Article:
The cars we loved.
Honda rarely makes bold new product moves in the US, so when the decision was made to replace its slow selling Accord wagon with the oddly designed Accord Crosstour, it raised some eyebrows. On introduction Honda fancied the sportwagon, fastback crossover a competitor to the BMW X6.
Once the media stopped laughing, Honda came to the realization that its new creation would have its hands full with Toyota’s Venza.
After all Toyota did something similar with the Venza, a replacement for the unloved Camry wagon. While the Venza looked the part of a sporty crossover, the Crosstour had a more car like profile, but with near SUV like ground clearance. Imagine the Accord with a fastback (cool) and a stubby higher ground clearance (not so cool). The result was a vehicle with a identity crisis.
Early ads featured the car as a more luxurious version of the Accord, abet one with truck like virtues. They even made a point of adding Accord to the name. It started right at $30k, making it more expensive than the Accord EX. For that money there was more equipment, especially safety and entertainment options, but was it a station wagon or a crossover?
That conflicted image still haunts the Crosstour. While the Venza visually had a clear mission, Honda would drop the Accord part of the Crosstour’s name in hopes of distancing the two car’s missions. Rare Honda marketing mishaps did not help the Crosstour’s case, as sales began to dive after a peak in 2010 of over 28,000 units sold.
Initially the Crosstour was offered only with a V6, the same one in the top Accord. In an attempt to increase sales a 2.4L inline four and a six speed transmission was added for 2012. Shortly after there would be a mild facelift.
The smaller engine with its 192 hp offered decent performance and mileage figures, but more economical options existed from Subaru. A typical Outback would struggle to keep up with even the four cylinder Crosstour with its low 7 second time to 60 mph. That kind of swiftness may have been what inspired Honda to think it had a BMW fighter on its hands initially.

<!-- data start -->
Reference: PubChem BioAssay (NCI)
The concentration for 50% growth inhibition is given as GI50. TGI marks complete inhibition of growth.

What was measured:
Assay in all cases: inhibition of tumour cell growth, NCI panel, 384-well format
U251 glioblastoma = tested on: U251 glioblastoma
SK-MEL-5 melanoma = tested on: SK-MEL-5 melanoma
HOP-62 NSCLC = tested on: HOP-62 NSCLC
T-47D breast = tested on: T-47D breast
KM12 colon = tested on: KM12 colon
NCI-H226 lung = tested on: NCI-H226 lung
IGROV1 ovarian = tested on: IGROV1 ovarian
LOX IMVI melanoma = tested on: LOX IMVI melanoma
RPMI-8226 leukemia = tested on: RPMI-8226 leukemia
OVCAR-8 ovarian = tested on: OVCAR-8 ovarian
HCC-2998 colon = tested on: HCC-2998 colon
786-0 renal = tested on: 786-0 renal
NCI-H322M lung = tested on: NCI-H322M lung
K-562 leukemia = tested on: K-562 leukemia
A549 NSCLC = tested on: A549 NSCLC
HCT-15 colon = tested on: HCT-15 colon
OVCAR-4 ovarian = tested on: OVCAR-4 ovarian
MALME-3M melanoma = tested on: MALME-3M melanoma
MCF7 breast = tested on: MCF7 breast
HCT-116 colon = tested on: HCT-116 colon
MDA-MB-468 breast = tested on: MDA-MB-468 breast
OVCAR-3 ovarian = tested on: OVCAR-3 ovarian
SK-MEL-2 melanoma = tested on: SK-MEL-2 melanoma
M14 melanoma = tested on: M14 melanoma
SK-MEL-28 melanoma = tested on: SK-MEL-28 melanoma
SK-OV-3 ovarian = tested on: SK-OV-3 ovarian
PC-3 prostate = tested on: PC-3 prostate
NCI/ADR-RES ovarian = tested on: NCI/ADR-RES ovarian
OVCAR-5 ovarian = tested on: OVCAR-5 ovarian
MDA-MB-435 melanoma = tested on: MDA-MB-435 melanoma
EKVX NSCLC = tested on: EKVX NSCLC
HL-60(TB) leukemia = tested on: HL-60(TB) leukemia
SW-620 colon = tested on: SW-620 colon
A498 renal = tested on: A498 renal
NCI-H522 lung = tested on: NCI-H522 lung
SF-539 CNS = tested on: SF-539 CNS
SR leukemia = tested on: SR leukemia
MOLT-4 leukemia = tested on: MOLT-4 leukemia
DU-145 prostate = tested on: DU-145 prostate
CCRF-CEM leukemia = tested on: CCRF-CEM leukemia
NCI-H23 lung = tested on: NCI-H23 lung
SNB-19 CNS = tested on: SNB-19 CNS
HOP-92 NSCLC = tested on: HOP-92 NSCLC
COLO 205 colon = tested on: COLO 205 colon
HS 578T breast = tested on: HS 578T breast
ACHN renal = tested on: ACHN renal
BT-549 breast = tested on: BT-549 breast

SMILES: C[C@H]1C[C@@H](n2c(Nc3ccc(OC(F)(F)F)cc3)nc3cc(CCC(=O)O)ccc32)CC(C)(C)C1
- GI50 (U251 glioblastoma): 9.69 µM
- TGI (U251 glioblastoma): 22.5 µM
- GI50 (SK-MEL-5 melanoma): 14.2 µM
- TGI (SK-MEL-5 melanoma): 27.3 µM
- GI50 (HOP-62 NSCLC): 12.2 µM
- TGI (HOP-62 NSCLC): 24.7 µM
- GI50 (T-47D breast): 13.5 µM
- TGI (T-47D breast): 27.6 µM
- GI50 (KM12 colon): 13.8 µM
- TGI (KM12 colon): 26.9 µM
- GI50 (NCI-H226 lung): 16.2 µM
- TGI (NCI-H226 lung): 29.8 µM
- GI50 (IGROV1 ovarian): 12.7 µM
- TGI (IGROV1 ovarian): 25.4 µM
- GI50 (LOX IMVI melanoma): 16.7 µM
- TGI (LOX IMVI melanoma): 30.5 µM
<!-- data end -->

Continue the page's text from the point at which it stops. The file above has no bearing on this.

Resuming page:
The larger engine gave the Crosstour considerably better acceleration with 275 hp. Ride quality and road manners were all good as was the user configurable and luxurious interior. Like any modern Honda, it had plenty of gadgets and safety features. There were even paddle shifters for those who wanted to play Indy car while using all of the Crosstours 51 cubic feet of cargo space.
Despite the elegance imparted by a sloping rear roof line, the rear end could appear bulbous if looked at just right. The high ground clearance, especially on the all-wheel drive models did little to help the Crosstour’s luxury car intentions.
If the Crosstour has been a Ford or Dodge product, it would likely have been canceled after just a few years. Because it was a Honda, it managed to sell in part due to Honda’s excellent reputation. Even ugly cars get sold if they are built by the right people.
Unfortunately, most customers were simply confused as to the Crosstour’s mission. Meanwhile the Venza was selling well. It like the Crosstour could be had in front or all-wheel drive, but it looked the part of an upscale crossover, while the Honda was not sure if it wanted to be a Subaru Outback or a sporty wagon-thing German fighter thing.
Honda has since dropped the Accord part of the name, suggesting that the Crosstour will go off in a more definitive un-car like direction. In 2013, a slight another refresh gave it more rugged SUV-like design cues. As of 2013, sales are at their lowest point since the partial first year of production in 2009.
As nice a concept as the Crosstour could be I can’t help but wonder what it might look like if it had gone further in the car direction. The ongoing identity crisis is being mitigated somewhat as Honda has decided to push the Crosstour in a more SUV direction.
Honda has to be commended for making a unique vehicle, but they might have been better served by giving the Crosstour a more definitive mission at its introduction. The movement into more SUV like territory is a good first step, but a true fastback sedan version of the Accord might get Crosstours out of the showrooms faster.